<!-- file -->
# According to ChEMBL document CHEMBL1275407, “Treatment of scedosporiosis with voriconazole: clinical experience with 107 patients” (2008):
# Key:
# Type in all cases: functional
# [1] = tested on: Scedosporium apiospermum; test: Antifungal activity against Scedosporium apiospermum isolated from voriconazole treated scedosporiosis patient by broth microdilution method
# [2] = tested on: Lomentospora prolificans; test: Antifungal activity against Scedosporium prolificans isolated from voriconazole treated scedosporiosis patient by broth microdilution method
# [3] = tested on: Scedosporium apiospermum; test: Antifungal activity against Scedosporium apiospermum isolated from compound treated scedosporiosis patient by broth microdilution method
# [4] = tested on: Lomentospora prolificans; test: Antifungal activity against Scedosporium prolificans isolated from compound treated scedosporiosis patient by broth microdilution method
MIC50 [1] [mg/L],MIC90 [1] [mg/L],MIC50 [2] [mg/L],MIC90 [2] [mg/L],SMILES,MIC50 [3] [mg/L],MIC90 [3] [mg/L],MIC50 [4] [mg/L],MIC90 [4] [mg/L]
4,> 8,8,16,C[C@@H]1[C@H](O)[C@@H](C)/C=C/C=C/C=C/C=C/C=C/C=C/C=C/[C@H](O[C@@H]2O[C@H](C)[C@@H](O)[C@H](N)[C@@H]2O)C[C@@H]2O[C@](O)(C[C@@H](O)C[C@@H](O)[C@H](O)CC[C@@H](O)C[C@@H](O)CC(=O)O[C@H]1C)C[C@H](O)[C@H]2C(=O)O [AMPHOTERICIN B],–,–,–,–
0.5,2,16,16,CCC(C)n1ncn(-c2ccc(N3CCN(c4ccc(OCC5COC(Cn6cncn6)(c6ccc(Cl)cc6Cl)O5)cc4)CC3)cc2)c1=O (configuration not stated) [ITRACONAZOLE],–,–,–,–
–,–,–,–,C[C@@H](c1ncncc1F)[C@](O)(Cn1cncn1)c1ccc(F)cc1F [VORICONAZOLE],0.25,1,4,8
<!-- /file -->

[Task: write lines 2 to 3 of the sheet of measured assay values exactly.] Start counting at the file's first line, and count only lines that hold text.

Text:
# Key:
# Type in all cases: functional